Lyme Disease: What You Need to Know | MedStar Health

Lyme Disease: What You Need to Know

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Did you know that Maryland ranks among the states with the highest number of confirmed cases of Lyme disease? The most common infectious disease spread by the bite of ticks, Lyme disease is also more likely to be contracted in late spring through early fall. So if you live here, it’s important to take precautions against Lyme disease, particularly in the summer months.

“Lyme disease is caused by bacteria that is transmitted to humans through the bite of infected black-legged ticks, sometimes called deer ticks,” explains Calvin Williams, Jr., MD, PhD, a specialist in Infectious Diseases at MedStar Union Memorial Hospital. “Typical symptoms include fever, headache, fatigue, and a ‘bulls-eye’ shaped skin rash. If left untreated, the infection can spread to joints, the heart, and the nervous system.”

Most cases of Lyme disease can be cured with a few weeks of antibiotics, especially when treatment is started early. However, many cases of Lyme disease are misdiagnosed, often resulting in debilitating symptoms that can last for years.

“Lyme disease is difficult to identify because it mimics many other disorders. Laboratory testing is helpful if done correctly, but not all providers are familiar with the methodology, which can lead to false positives,” says Dr. Williams. “As a result, some individuals end up being treated for Lyme disease rather than the condition that is the source of their symptoms. In addition, providers in geographical areas where Lyme disease is not prevalent may not think to test for the infection.”

The risk of exposure to ticks is greatest in the woods and in the edge area between lawns and woods. However, ticks can also be carried by animals onto lawns and gardens and into houses by pets.

Steps to prevent Lyme disease include using insect repellent, applying pesticides, reducing tick habitat, and wearing long pants and sleeves to keep ticks off the body when outdoors. If a tick is found, it should be removed as soon as possible using fine-tipped tweezers.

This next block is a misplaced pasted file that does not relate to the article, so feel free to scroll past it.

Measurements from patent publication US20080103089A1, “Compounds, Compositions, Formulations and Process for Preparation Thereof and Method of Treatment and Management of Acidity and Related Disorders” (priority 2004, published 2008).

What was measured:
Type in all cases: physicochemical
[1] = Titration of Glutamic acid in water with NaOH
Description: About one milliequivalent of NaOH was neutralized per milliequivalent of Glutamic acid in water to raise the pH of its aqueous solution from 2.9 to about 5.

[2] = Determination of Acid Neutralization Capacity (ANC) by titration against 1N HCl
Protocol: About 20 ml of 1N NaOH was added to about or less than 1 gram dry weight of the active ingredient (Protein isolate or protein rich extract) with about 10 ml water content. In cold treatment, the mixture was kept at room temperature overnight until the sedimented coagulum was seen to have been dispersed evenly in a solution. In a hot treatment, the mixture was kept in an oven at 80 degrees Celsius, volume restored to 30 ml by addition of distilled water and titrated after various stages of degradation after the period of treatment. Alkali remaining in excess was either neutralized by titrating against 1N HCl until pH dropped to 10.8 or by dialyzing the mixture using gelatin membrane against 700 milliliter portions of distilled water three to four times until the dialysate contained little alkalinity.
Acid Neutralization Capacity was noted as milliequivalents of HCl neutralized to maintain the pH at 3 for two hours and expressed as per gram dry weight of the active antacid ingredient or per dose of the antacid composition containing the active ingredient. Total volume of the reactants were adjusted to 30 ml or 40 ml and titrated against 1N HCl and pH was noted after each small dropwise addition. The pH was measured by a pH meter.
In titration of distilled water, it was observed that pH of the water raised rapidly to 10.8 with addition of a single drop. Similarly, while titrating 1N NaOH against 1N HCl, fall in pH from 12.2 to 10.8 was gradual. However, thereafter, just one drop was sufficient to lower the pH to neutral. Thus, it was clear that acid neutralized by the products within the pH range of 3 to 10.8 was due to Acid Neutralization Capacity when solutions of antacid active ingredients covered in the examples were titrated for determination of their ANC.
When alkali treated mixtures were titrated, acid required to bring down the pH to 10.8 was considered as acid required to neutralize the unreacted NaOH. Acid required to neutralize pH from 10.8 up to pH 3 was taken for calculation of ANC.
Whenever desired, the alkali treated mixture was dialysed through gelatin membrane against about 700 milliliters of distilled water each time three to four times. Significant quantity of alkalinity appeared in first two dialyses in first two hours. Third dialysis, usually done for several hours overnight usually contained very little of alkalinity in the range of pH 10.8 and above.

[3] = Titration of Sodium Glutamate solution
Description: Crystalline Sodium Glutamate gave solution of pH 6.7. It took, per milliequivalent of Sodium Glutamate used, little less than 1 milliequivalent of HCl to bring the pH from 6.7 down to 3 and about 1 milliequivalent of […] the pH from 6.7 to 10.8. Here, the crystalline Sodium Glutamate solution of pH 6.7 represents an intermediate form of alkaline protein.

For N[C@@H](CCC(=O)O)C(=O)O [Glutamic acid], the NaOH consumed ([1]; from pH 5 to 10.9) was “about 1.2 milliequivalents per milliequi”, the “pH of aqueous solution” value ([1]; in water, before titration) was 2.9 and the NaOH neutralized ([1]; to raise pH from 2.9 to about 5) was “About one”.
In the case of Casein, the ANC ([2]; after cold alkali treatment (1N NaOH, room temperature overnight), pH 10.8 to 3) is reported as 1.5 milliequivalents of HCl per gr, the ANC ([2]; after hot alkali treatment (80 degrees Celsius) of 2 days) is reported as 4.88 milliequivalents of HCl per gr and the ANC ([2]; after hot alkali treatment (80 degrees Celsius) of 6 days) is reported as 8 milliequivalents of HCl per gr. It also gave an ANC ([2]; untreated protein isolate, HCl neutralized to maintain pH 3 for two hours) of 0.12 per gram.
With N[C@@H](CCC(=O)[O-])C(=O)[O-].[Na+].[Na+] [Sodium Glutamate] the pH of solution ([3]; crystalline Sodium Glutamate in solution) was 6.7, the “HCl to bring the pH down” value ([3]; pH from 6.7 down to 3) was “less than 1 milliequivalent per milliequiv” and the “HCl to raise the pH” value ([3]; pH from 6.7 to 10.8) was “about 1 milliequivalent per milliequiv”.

Lyme disease was first recognized in 1975 after an unusual outbreak of arthritis near Lyme, Connecticut. Today, over 30,000 cases of Lyme disease are reported to the Centers for Disease Control and Prevention each year, though the true number of infections is thought to be much higher.

“Untreated Lyme disease can be very serious,” Dr. Williams adds. “If you develop any of the symptoms associated with Lyme disease after a tick bite or being in a tick habitat, contact your healthcare provider.”

For a physician referral, complete this form or call 410-248-8322.

This article appeared in the summer 2018 issue of Destination: Good HealthRead more articles from this issue.

Calvin Williams, Jr., MD, PhD

Dr. Williams is board certified in Internal Medicine and Infectious Diseases. He specializes in the evaluation, diagnosis, and management of patients with acute and chronic infections including HIV/AIDS, hepatitis C, sexually transmitted diseases, and skin and soft tissue infections.